The last time the Buffalo Sabres too the ice for a meaningful game was April 5, 2008. That means it has been over six months since any player on this team (with the exception of new Sabres Captain Craig Rivet-who played for San Jose last year) played in an a NHL game that counted. This can't be a good feeling for guys that are used to playing into late May and competing in the Eastern Conference Finals.
The Sabres should be a hungry team, that is a year removed from the controversy surrounding the ex co-captains. Last season the team learned a valuable lesson...nothing is guaranteed in the NHL. If you want an opportunity to play for the Cup it takes hard work at both ends of the ice, not just the offensive zone.
The Sabres failed to qualify for the playoffs last season, despite scoring the fourth most goals in the entire league. It was in the defensive zone that the Sabres lost hockey games. The team received inconsistent play from the Tallinder-Lydman pairing that they counted on to shut down the opponents top line. Tallinder and Lydman were noticed more than anyone else but the entire defense struggled for most of the season. In addition to the inconsistent play from the defense the forwrads were often lazy in their own zone and mostly out of position. Drew Stafford, Derek Roy and Thomas Vanek were amongst the many forwards that struggled in the defensive zone.
It's undeniable that the defense struggled with consistency but Ryan Miller should share the blame for the Sabres allowing so many goals. Miller played in a career high 76 games and that is largely blamed for his poor play. The truth is that he struggled the entire season. Miller suffered from denial early in the season, instead of accepting blame for a soft goal he often pointed blame at the players in front of him not executing "The System". Last season Ryan Miller was exposed as a guy who went down too early and opponents took advantage picking him apart in the "Top Shelf". Miller didn't only have his biggest fault exposed he was horrific on shootouts, an area that had been a stregnth for the last two seasons.
This is a talented group of guys that show no signs of an offensive let down. The offense is led by Derek Roy and Jason Pominville but plenty of other guys are key contributors. Roy had a career highs in every offensive category with 81 points in his first season as the teams number one Center. Jason Pominville has put up good offensive numbers since being called up to the Sabres during the 2005-2006 season. Many people wondered if Pominville would continue to put up good numbers after Briere left and he had a career high 80 points last season and became a more complete player in the process.
Thomas Vanek is by far the Sabres best pure goal scorer. He scored 36 goals last season after netting 43 the prior season. Most people forget that Vanek started off extremely slow last season and seemed to feel the effects of the huge contract he signed in the off-season. If Vanek can be consistent for the entire season he could set a career high in goals scored, especially playing along side of Derek Roy. The part of his game that people never talk about is the ability to park himself in front of the goalie and become an immovable object. Vanek scores plenty of goals by paying the price in front of the opposing teams net.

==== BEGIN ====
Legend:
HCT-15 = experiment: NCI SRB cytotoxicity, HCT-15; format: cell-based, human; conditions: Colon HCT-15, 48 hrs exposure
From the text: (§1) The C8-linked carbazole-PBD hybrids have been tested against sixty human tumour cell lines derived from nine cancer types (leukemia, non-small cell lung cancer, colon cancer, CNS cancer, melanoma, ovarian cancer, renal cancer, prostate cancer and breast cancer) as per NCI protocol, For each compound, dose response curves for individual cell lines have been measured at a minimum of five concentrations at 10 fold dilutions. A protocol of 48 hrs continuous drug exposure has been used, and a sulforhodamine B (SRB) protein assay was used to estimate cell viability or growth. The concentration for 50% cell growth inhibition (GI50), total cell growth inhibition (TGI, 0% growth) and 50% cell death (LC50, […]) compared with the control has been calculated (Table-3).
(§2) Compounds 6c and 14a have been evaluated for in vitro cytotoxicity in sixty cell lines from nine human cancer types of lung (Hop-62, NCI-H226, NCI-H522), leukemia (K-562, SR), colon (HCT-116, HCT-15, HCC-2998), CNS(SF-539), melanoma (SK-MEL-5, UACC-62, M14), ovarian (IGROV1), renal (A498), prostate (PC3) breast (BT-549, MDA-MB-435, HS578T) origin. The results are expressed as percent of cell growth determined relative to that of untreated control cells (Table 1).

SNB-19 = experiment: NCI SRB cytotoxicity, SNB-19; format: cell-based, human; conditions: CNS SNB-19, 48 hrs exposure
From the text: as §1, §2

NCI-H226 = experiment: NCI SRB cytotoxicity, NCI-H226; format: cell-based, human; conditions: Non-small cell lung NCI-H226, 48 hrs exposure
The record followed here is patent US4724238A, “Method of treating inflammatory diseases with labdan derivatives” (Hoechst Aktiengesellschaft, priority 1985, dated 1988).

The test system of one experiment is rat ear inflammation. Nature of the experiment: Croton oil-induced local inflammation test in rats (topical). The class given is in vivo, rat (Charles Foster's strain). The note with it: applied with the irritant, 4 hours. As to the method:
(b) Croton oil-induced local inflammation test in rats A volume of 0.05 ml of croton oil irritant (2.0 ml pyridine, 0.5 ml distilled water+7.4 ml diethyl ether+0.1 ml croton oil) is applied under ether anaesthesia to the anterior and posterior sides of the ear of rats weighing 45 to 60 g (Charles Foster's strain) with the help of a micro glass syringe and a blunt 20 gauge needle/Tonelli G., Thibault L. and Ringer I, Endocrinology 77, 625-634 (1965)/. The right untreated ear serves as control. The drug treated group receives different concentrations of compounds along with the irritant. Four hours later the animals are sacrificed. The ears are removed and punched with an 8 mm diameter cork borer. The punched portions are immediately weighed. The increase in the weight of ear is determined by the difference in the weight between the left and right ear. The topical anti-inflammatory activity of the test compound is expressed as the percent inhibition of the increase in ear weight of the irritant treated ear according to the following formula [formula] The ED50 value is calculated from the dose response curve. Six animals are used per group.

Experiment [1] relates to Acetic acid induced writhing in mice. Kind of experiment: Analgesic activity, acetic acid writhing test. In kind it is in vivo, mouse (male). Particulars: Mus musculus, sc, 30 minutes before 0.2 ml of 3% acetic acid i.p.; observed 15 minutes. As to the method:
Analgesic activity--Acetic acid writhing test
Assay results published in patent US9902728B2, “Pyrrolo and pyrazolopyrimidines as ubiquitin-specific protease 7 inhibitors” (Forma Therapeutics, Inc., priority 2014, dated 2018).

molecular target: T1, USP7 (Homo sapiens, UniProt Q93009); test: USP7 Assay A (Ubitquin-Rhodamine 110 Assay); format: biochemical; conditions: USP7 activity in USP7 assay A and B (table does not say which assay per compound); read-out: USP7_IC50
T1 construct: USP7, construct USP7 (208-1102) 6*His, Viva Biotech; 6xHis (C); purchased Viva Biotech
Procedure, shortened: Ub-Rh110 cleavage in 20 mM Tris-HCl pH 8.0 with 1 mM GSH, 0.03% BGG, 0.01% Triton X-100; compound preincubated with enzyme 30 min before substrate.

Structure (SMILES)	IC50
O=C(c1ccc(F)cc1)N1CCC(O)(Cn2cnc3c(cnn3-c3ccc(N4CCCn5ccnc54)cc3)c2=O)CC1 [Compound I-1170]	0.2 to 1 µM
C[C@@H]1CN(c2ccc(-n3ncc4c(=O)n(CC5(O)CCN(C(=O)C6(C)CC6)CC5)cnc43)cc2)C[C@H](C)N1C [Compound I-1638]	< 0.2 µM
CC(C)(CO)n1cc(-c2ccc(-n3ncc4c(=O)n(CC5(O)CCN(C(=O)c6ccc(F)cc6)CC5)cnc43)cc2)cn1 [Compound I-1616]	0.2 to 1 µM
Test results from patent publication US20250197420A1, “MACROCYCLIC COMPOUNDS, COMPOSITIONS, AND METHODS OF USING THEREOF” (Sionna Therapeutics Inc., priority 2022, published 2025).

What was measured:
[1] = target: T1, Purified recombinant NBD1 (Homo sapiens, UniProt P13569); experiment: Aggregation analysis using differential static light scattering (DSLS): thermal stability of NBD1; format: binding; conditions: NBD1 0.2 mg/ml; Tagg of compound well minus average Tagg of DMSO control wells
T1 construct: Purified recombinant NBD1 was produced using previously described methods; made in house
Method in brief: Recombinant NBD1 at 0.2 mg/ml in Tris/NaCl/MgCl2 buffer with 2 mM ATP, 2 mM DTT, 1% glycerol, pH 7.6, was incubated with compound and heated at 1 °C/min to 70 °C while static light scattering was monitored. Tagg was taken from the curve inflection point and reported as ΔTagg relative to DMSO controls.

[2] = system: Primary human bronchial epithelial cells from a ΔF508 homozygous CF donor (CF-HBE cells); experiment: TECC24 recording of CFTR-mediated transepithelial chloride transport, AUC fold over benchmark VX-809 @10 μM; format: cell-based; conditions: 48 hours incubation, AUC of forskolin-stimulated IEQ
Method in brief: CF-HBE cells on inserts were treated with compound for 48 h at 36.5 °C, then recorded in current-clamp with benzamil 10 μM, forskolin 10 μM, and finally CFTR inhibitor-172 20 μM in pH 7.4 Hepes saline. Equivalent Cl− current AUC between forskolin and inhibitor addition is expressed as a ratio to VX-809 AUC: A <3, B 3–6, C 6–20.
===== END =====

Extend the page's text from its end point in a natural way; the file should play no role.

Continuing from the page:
The three players listed above are enough to consider the Sabres a dangerous offensive team but they also have guys like Jochen Hecht (22 goals), Ales Kotalik (23 goals) and Daniel Paille (19 goals). There shouldn't be any drop-off offensively from Jochen Hecht, Ales Kotalik will continue to be a force on the power play and Paille will work hard to get noticed on the score sheet.
It still doesn't stop after the above six players, the Sabres could make up an entire line with guys that have under-achieved for one reason or another. Drew Stafford, Maxim Afinogenov and Tim Connolly are extremely talented players and they combined for only 33 goals last season. If any of those players play to their offensive potential the Sabres could find themselves leading the league in goal scoring once again.
Sabres management recognized this is to be an area of concern in the off-season. They allowed career under-achiever Dmitri Kalinin to leave as a free agent and they acquired Craig Rivet in a trade with San Jose. Rivet wasn't the only addition to the blue-line, Teppo Numminen re-signed as a free agent after missing all but one game last season after having heart surgery. The team hopes that the addition of Numminen and Rivet will be exactly what this defense needed. It should allow the Sabres an opportunity to seperate the pairing of Tallinder and Lydman and have two pairings capable of shutting down the opponents top line.
Rivet brings much more than just his defensive play to this team. Yesterday his teammates voted him the Captain of the team before he has ever played a regular season game as a member of the Sabres.
Andrej Sekera emerged as a capable defenseman late in the year and he will be in the Sabres lineup on opening day. Sekera is a defenseman that could potentially replace Brian Campbell although he is better defensively than Campbell is.
I have already talked negatively about Ryan Miller but with that being said, he is talented enough to correct the mistakes he made last season. It seemed that Miller was overplaying pucks quite often, trying to do too much because of some shotty defense. Being a goalie is as much about confidence as it is about talent and it was obvious from early in the season that Miller had no confidence.
Miller should also get the necessary relief from newly acquired backup goalie Patrick Lalime. Lalime is a guy who has been a starter in the league and now understands that he is a backup and needs to be ready. Lalime played well everytime he was called upon to spell Nikolai Khabibulin in Chicago last year.
Sabres don't win the div ison but make the playoffs as the number six seed.